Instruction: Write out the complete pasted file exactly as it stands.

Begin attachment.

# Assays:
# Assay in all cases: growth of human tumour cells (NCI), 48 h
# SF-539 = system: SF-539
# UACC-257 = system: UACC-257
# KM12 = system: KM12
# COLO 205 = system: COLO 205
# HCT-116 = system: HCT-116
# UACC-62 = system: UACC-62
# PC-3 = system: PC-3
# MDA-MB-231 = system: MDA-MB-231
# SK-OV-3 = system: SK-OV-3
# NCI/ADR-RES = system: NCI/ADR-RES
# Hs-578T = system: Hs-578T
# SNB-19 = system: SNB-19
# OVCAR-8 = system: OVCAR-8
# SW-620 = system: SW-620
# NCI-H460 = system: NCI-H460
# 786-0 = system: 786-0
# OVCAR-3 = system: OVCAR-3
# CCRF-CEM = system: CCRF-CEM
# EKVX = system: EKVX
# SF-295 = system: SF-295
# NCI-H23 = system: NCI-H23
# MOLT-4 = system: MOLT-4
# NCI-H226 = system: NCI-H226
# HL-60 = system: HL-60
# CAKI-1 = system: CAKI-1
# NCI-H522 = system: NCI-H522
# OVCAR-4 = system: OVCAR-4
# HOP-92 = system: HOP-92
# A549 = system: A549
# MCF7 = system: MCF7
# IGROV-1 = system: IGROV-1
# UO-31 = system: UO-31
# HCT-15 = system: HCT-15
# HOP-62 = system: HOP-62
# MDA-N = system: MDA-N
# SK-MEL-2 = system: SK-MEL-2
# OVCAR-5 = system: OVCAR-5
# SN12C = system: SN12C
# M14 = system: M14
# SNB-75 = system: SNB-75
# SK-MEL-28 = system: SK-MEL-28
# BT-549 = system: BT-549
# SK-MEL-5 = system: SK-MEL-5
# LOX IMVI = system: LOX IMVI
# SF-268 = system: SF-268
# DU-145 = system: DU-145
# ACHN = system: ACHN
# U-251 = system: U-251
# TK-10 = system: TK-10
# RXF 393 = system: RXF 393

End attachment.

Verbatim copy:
# Assays:
# Assay in all cases: growth of human tumour cells (NCI), 48 h
# SF-539 = system: SF-539
# UACC-257 = system: UACC-257
# KM12 = system: KM12
# COLO 205 = system: COLO 205
# HCT-116 = system: HCT-116
# UACC-62 = system: UACC-62
# PC-3 = system: PC-3
# MDA-MB-231 = system: MDA-MB-231
# SK-OV-3 = system: SK-OV-3
# NCI/ADR-RES = system: NCI/ADR-RES
# Hs-578T = system: Hs-578T
# SNB-19 = system: SNB-19
# OVCAR-8 = system: OVCAR-8
# SW-620 = system: SW-620
# NCI-H460 = system: NCI-H460
# 786-0 = system: 786-0
# OVCAR-3 = system: OVCAR-3
# CCRF-CEM = system: CCRF-CEM
# EKVX = system: EKVX
# SF-295 = system: SF-295
# NCI-H23 = system: NCI-H23
# MOLT-4 = system: MOLT-4
# NCI-H226 = system: NCI-H226
# HL-60 = system: HL-60
# CAKI-1 = system: CAKI-1
# NCI-H522 = system: NCI-H522
# OVCAR-4 = system: OVCAR-4
# HOP-92 = system: HOP-92
# A549 = system: A549
# MCF7 = system: MCF7
# IGROV-1 = system: IGROV-1
# UO-31 = system: UO-31
# HCT-15 = system: HCT-15
# HOP-62 = system: HOP-62
# MDA-N = system: MDA-N
# SK-MEL-2 = system: SK-MEL-2
# OVCAR-5 = system: OVCAR-5
# SN12C = system: SN12C
# M14 = system: M14
# SNB-75 = system: SNB-75
# SK-MEL-28 = system: SK-MEL-28
# BT-549 = system: BT-549
# SK-MEL-5 = system: SK-MEL-5
# LOX IMVI = system: LOX IMVI
# SF-268 = system: SF-268
# DU-145 = system: DU-145
# ACHN = system: ACHN
# U-251 = system: U-251
# TK-10 = system: TK-10
# RXF 393 = system: RXF 393